At the time of this study (2017), approximately 12.3% of all search terms were accompanied by a featured snippet.


The snippet dominates the page. Anyone who was just looking for a quick answer may already have it just by reading the snippet. They don’t need to look at the website, and almost everyone else will click-through on the search result featured on the snippet.

Snippets are just the beginning. Google has rolled out numerous other features that will likely keep searchers on Google instead of bringing them to other people’s websites, including the following:

Local teaser pack

Shopping results

Knowledge card

News box

Knowledge Panel


Image pack

Local pack



Google even presents tools and interactive features in search results. Still thinking about buying a home? Say hello to Google’s mortgage calculator, which shows up with a search query of “how much does a mortgage cost”:

Basically, a featured snippet is to Google what a centerfold advertisement is to a magazine. You may have a love/hate relationship with Google because of snippets, but don’t kid yourself: You absolutely want to get your website featured on that featured snippet.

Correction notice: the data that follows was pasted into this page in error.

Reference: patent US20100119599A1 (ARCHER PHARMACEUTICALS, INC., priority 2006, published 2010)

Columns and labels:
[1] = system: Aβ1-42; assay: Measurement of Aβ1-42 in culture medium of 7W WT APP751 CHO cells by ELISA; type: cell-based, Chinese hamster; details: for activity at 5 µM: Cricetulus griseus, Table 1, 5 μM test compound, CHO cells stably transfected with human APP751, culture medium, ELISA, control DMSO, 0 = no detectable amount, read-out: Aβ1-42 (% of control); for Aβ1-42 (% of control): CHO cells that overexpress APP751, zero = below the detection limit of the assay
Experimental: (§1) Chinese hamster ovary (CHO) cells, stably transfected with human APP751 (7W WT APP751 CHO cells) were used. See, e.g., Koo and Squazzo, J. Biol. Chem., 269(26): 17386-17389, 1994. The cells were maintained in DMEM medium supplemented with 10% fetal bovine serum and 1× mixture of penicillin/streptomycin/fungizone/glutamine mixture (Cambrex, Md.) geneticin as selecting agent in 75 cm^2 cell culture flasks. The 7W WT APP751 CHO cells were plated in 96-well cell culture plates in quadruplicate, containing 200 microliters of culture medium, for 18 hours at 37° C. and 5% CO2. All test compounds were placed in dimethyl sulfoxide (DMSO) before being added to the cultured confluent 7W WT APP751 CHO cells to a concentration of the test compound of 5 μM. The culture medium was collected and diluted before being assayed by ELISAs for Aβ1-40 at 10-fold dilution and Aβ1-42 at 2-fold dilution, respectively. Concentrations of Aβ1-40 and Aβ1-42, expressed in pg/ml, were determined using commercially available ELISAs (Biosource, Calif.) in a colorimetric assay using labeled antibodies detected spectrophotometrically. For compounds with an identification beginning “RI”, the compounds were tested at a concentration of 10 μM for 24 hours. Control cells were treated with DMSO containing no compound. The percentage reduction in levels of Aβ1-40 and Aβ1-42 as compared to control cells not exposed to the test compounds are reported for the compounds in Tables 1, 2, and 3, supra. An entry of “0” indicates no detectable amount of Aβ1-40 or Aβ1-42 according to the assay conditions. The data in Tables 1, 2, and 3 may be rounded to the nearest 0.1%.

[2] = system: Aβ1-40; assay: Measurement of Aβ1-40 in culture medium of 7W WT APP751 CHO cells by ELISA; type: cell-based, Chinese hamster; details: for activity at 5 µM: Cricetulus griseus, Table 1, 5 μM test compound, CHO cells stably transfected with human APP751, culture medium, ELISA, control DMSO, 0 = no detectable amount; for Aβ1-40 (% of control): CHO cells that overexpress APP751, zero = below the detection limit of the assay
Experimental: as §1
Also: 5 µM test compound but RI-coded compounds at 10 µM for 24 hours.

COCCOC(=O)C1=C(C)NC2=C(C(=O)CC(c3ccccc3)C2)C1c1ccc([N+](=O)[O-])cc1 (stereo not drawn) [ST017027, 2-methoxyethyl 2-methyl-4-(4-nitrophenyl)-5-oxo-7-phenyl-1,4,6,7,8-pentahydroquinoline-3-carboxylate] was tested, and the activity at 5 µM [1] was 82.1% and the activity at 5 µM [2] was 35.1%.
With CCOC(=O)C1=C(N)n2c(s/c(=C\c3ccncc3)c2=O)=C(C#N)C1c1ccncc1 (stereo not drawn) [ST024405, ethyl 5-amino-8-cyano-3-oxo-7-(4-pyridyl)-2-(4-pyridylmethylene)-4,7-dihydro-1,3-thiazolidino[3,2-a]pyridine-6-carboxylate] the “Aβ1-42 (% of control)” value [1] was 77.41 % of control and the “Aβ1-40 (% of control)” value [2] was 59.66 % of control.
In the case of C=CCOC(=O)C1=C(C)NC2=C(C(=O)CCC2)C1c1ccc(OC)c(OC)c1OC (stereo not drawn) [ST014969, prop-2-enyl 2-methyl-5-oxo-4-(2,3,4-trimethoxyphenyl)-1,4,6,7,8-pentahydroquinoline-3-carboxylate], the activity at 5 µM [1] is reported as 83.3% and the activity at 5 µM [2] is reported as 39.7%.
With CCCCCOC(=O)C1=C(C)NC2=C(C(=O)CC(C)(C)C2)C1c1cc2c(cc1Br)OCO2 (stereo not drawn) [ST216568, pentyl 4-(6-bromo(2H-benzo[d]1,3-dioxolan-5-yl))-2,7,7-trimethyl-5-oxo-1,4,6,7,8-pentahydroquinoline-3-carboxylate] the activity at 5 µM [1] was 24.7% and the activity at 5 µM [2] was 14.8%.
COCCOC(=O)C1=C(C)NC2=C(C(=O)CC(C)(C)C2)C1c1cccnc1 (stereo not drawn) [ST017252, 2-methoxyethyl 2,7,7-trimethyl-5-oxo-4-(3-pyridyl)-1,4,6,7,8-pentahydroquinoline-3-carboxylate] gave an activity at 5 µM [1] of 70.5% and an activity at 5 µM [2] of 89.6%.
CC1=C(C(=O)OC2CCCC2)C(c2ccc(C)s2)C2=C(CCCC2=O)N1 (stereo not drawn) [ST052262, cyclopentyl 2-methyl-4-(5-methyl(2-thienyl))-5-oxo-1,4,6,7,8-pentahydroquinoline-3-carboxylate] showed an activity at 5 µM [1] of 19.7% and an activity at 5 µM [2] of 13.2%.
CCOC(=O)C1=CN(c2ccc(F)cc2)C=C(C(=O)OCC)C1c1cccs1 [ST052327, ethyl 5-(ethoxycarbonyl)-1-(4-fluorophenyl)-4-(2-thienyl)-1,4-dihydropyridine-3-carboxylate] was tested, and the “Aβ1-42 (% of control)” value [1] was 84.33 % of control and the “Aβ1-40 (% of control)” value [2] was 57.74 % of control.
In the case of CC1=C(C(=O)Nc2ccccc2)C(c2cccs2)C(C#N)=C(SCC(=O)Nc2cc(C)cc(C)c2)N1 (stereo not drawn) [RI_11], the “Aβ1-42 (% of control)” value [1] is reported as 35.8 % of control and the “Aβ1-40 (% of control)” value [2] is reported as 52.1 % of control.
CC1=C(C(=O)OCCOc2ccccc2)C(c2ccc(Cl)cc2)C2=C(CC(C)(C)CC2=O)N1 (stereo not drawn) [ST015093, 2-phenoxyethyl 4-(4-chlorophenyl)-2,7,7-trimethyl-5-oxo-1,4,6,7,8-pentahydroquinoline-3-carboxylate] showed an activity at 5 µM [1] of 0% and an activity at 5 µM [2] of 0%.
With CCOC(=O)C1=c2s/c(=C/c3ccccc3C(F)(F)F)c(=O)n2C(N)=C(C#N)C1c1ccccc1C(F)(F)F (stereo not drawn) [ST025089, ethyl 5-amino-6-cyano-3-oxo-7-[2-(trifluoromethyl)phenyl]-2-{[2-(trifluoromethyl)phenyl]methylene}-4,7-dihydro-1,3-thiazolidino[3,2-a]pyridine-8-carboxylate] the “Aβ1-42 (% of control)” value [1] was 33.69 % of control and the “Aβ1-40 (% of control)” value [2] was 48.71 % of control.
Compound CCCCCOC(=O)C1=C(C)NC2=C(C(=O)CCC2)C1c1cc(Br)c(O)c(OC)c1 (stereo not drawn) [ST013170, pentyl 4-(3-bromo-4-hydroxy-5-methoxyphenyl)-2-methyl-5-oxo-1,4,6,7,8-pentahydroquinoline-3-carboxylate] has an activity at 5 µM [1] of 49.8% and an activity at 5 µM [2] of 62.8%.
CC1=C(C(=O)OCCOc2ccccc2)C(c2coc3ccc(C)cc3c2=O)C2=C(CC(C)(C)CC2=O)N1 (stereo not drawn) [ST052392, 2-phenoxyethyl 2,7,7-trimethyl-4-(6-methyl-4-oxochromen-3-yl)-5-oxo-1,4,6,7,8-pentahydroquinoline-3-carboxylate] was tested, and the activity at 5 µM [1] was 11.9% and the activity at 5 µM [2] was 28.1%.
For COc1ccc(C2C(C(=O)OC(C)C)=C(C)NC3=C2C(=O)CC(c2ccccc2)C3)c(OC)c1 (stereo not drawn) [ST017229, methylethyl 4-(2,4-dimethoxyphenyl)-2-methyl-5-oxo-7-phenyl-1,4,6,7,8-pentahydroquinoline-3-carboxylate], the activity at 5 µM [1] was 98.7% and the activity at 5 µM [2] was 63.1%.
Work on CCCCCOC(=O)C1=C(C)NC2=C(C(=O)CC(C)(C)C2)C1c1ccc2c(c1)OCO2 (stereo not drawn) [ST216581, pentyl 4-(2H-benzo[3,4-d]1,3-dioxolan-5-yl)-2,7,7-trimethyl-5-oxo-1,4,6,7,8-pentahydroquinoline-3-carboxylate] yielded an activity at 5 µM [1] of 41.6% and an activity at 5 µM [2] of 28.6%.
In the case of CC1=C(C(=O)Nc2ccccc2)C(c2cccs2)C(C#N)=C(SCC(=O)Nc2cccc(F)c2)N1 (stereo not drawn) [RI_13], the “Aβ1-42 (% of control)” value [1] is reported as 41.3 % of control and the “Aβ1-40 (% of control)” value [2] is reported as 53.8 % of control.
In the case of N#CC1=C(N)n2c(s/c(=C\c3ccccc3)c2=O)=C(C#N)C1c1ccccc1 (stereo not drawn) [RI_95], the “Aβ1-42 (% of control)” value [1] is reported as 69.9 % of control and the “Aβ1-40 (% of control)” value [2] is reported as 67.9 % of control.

Plenty of articles have been written to answer this question.

Getting featured is not easy to do, especially with “how-to” articles and posts that are strictly informational. Google tends to reserve snippets for the Wikipedias and Webster’s Dictionaries of the world, as well as other trustworthy, well-established sources that are immensely popular.

But if you sell products, there is a bit of a hack that can increase your chances of getting a featured snippet. Keep in mind, you must still pay attention to SEO best practices and other ranking factors like domain authority. But if you follow these steps, you’ll have a much better chance of landing a snippet of your own.

Essentially, you must create content that is so immensely helpful to what your customers are looking for that Google can’t help but provide them with a snippet when they search for it. It might be next to impossible to rank for a query like “why is the sky blue,” but if your customers are world travelers, you may be able to rank for a query like, “best gifts to bring from a UK trip.”